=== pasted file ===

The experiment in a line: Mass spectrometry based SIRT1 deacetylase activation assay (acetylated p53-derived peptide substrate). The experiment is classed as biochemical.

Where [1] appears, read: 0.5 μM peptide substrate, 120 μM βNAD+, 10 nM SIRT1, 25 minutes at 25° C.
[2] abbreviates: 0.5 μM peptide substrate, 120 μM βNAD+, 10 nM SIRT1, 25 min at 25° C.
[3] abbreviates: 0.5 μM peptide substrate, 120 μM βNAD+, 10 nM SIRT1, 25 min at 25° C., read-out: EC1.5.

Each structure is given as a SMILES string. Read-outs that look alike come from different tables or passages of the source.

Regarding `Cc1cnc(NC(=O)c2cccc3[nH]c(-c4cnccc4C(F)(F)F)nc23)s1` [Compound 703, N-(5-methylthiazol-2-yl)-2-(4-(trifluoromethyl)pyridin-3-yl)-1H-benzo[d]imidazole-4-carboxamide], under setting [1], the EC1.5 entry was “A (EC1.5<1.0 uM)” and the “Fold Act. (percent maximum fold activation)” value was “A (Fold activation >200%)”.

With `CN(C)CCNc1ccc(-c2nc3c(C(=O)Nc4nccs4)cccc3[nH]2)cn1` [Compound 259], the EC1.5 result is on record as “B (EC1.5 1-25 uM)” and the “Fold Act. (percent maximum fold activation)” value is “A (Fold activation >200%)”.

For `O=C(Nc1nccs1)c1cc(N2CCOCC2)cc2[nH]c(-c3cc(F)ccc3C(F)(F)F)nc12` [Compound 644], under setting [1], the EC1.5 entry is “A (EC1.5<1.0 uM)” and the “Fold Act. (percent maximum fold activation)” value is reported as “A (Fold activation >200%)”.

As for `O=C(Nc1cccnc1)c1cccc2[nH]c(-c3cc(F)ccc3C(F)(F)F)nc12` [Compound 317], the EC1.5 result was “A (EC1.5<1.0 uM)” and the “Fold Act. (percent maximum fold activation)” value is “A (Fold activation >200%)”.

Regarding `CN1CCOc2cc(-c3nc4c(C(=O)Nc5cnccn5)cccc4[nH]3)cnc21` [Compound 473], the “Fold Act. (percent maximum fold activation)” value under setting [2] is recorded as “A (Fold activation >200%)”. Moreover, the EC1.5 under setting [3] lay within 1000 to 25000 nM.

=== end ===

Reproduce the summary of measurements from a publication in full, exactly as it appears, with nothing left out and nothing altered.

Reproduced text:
The experiment in a line: Mass spectrometry based SIRT1 deacetylase activation assay (acetylated p53-derived peptide substrate). The experiment is classed as biochemical.

Where [1] appears, read: 0.5 μM peptide substrate, 120 μM βNAD+, 10 nM SIRT1, 25 minutes at 25° C.
[2] abbreviates: 0.5 μM peptide substrate, 120 μM βNAD+, 10 nM SIRT1, 25 min at 25° C.
[3] abbreviates: 0.5 μM peptide substrate, 120 μM βNAD+, 10 nM SIRT1, 25 min at 25° C., read-out: EC1.5.

Each structure is given as a SMILES string. Read-outs that look alike come from different tables or passages of the source.

Regarding `Cc1cnc(NC(=O)c2cccc3[nH]c(-c4cnccc4C(F)(F)F)nc23)s1` [Compound 703, N-(5-methylthiazol-2-yl)-2-(4-(trifluoromethyl)pyridin-3-yl)-1H-benzo[d]imidazole-4-carboxamide], under setting [1], the EC1.5 entry was “A (EC1.5<1.0 uM)” and the “Fold Act. (percent maximum fold activation)” value was “A (Fold activation >200%)”.

With `CN(C)CCNc1ccc(-c2nc3c(C(=O)Nc4nccs4)cccc3[nH]2)cn1` [Compound 259], the EC1.5 result is on record as “B (EC1.5 1-25 uM)” and the “Fold Act. (percent maximum fold activation)” value is “A (Fold activation >200%)”.

For `O=C(Nc1nccs1)c1cc(N2CCOCC2)cc2[nH]c(-c3cc(F)ccc3C(F)(F)F)nc12` [Compound 644], under setting [1], the EC1.5 entry is “A (EC1.5<1.0 uM)” and the “Fold Act. (percent maximum fold activation)” value is reported as “A (Fold activation >200%)”.

As for `O=C(Nc1cccnc1)c1cccc2[nH]c(-c3cc(F)ccc3C(F)(F)F)nc12` [Compound 317], the EC1.5 result was “A (EC1.5<1.0 uM)” and the “Fold Act. (percent maximum fold activation)” value is “A (Fold activation >200%)”.

Regarding `CN1CCOc2cc(-c3nc4c(C(=O)Nc5cnccn5)cccc4[nH]3)cnc21` [Compound 473], the “Fold Act. (percent maximum fold activation)” value under setting [2] is recorded as “A (Fold activation >200%)”. Moreover, the EC1.5 under setting [3] lay within 1000 to 25000 nM.